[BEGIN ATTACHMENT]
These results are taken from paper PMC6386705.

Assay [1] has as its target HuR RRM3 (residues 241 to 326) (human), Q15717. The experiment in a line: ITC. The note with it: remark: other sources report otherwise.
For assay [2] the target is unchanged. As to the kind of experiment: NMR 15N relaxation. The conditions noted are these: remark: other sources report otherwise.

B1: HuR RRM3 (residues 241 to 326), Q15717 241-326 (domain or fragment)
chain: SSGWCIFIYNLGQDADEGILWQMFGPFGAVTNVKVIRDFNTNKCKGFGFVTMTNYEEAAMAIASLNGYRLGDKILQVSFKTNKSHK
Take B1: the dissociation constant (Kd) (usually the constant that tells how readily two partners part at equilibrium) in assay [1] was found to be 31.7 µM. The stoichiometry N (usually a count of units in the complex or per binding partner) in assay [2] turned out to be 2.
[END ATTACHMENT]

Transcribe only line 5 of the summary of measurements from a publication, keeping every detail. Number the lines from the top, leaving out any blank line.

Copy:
chain: SSGWCIFIYNLGQDADEGILWQMFGPFGAVTNVKVIRDFNTNKCKGFGFVTMTNYEEAAMAIASLNGYRLGDKILQVSFKTNKSHK